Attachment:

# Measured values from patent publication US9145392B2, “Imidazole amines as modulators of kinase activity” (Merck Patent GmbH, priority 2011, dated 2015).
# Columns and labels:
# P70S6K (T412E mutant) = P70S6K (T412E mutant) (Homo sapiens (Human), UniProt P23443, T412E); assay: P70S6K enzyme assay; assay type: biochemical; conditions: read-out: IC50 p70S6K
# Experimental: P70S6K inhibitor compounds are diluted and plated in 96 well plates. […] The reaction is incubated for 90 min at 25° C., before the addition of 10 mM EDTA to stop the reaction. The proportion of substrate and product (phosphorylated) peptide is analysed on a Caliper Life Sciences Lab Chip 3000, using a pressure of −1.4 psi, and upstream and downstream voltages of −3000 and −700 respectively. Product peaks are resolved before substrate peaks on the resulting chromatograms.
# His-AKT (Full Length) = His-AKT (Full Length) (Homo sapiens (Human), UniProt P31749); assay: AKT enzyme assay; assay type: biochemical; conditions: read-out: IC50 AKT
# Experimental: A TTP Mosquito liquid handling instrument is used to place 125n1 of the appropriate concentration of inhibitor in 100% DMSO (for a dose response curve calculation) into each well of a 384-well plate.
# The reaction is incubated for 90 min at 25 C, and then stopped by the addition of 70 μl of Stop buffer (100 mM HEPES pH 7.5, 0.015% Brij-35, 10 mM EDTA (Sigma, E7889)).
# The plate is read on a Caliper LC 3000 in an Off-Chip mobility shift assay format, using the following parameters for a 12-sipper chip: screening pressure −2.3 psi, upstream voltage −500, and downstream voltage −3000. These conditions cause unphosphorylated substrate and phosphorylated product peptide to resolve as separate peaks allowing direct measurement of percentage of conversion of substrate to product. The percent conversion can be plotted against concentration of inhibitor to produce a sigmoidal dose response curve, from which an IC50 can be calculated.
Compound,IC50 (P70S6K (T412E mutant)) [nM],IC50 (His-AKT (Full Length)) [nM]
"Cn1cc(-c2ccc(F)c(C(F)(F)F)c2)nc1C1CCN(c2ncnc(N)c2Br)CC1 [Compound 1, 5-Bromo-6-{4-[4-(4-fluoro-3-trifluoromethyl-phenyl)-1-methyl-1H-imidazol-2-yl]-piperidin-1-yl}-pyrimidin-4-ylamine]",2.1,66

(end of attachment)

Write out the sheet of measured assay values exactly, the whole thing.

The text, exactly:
# Measured values from patent publication US9145392B2, “Imidazole amines as modulators of kinase activity” (Merck Patent GmbH, priority 2011, dated 2015).
# Columns and labels:
# P70S6K (T412E mutant) = P70S6K (T412E mutant) (Homo sapiens (Human), UniProt P23443, T412E); assay: P70S6K enzyme assay; assay type: biochemical; conditions: read-out: IC50 p70S6K
# Experimental: P70S6K inhibitor compounds are diluted and plated in 96 well plates. […] The reaction is incubated for 90 min at 25° C., before the addition of 10 mM EDTA to stop the reaction. The proportion of substrate and product (phosphorylated) peptide is analysed on a Caliper Life Sciences Lab Chip 3000, using a pressure of −1.4 psi, and upstream and downstream voltages of −3000 and −700 respectively. Product peaks are resolved before substrate peaks on the resulting chromatograms.
# His-AKT (Full Length) = His-AKT (Full Length) (Homo sapiens (Human), UniProt P31749); assay: AKT enzyme assay; assay type: biochemical; conditions: read-out: IC50 AKT
# Experimental: A TTP Mosquito liquid handling instrument is used to place 125n1 of the appropriate concentration of inhibitor in 100% DMSO (for a dose response curve calculation) into each well of a 384-well plate.
# The reaction is incubated for 90 min at 25 C, and then stopped by the addition of 70 μl of Stop buffer (100 mM HEPES pH 7.5, 0.015% Brij-35, 10 mM EDTA (Sigma, E7889)).
# The plate is read on a Caliper LC 3000 in an Off-Chip mobility shift assay format, using the following parameters for a 12-sipper chip: screening pressure −2.3 psi, upstream voltage −500, and downstream voltage −3000. These conditions cause unphosphorylated substrate and phosphorylated product peptide to resolve as separate peaks allowing direct measurement of percentage of conversion of substrate to product. The percent conversion can be plotted against concentration of inhibitor to produce a sigmoidal dose response curve, from which an IC50 can be calculated.
Compound,IC50 (P70S6K (T412E mutant)) [nM],IC50 (His-AKT (Full Length)) [nM]
"Cn1cc(-c2ccc(F)c(C(F)(F)F)c2)nc1C1CCN(c2ncnc(N)c2Br)CC1 [Compound 1, 5-Bromo-6-{4-[4-(4-fluoro-3-trifluoromethyl-phenyl)-1-methyl-1H-imidazol-2-yl]-piperidin-1-yl}-pyrimidin-4-ylamine]",2.1,66